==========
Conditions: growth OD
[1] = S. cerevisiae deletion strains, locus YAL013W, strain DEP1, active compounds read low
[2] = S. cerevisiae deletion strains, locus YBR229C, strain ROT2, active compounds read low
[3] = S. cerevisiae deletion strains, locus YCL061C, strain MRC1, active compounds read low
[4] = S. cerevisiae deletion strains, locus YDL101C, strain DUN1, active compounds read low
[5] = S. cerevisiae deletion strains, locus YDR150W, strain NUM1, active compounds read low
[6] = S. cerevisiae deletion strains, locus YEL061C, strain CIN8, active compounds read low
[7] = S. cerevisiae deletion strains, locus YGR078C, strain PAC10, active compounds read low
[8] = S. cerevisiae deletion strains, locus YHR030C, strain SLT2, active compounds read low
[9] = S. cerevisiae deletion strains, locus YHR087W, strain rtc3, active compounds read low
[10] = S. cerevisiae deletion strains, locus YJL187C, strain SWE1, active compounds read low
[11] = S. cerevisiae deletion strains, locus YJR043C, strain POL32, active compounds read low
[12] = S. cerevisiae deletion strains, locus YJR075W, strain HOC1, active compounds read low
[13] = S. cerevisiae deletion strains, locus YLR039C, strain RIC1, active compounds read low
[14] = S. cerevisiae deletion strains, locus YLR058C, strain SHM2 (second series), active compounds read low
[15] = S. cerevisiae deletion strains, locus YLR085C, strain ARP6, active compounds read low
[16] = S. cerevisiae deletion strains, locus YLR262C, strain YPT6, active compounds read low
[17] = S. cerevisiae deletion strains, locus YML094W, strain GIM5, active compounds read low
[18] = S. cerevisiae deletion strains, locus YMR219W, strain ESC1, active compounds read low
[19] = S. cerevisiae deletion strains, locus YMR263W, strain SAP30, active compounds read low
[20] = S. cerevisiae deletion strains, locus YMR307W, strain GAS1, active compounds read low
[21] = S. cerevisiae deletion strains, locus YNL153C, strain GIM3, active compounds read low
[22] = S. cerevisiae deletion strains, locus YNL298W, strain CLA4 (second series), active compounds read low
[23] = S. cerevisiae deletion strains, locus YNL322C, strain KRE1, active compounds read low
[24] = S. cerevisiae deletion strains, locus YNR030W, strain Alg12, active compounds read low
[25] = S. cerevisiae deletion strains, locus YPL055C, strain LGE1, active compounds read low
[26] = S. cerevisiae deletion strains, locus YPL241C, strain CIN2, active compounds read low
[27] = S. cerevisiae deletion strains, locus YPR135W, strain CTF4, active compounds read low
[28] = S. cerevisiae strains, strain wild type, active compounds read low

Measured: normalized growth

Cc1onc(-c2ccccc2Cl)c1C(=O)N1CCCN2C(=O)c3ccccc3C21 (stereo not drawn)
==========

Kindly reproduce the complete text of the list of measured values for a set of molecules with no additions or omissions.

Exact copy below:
Conditions: growth OD
[1] = S. cerevisiae deletion strains, locus YAL013W, strain DEP1, active compounds read low
[2] = S. cerevisiae deletion strains, locus YBR229C, strain ROT2, active compounds read low
[3] = S. cerevisiae deletion strains, locus YCL061C, strain MRC1, active compounds read low
[4] = S. cerevisiae deletion strains, locus YDL101C, strain DUN1, active compounds read low
[5] = S. cerevisiae deletion strains, locus YDR150W, strain NUM1, active compounds read low
[6] = S. cerevisiae deletion strains, locus YEL061C, strain CIN8, active compounds read low
[7] = S. cerevisiae deletion strains, locus YGR078C, strain PAC10, active compounds read low
[8] = S. cerevisiae deletion strains, locus YHR030C, strain SLT2, active compounds read low
[9] = S. cerevisiae deletion strains, locus YHR087W, strain rtc3, active compounds read low
[10] = S. cerevisiae deletion strains, locus YJL187C, strain SWE1, active compounds read low
[11] = S. cerevisiae deletion strains, locus YJR043C, strain POL32, active compounds read low
[12] = S. cerevisiae deletion strains, locus YJR075W, strain HOC1, active compounds read low
[13] = S. cerevisiae deletion strains, locus YLR039C, strain RIC1, active compounds read low
[14] = S. cerevisiae deletion strains, locus YLR058C, strain SHM2 (second series), active compounds read low
[15] = S. cerevisiae deletion strains, locus YLR085C, strain ARP6, active compounds read low
[16] = S. cerevisiae deletion strains, locus YLR262C, strain YPT6, active compounds read low
[17] = S. cerevisiae deletion strains, locus YML094W, strain GIM5, active compounds read low
[18] = S. cerevisiae deletion strains, locus YMR219W, strain ESC1, active compounds read low
[19] = S. cerevisiae deletion strains, locus YMR263W, strain SAP30, active compounds read low
[20] = S. cerevisiae deletion strains, locus YMR307W, strain GAS1, active compounds read low
[21] = S. cerevisiae deletion strains, locus YNL153C, strain GIM3, active compounds read low
[22] = S. cerevisiae deletion strains, locus YNL298W, strain CLA4 (second series), active compounds read low
[23] = S. cerevisiae deletion strains, locus YNL322C, strain KRE1, active compounds read low
[24] = S. cerevisiae deletion strains, locus YNR030W, strain Alg12, active compounds read low
[25] = S. cerevisiae deletion strains, locus YPL055C, strain LGE1, active compounds read low
[26] = S. cerevisiae deletion strains, locus YPL241C, strain CIN2, active compounds read low
[27] = S. cerevisiae deletion strains, locus YPR135W, strain CTF4, active compounds read low
[28] = S. cerevisiae strains, strain wild type, active compounds read low

Measured: normalized growth

Cc1onc(-c2ccccc2Cl)c1C(=O)N1CCCN2C(=O)c3ccccc3C21 (stereo not drawn)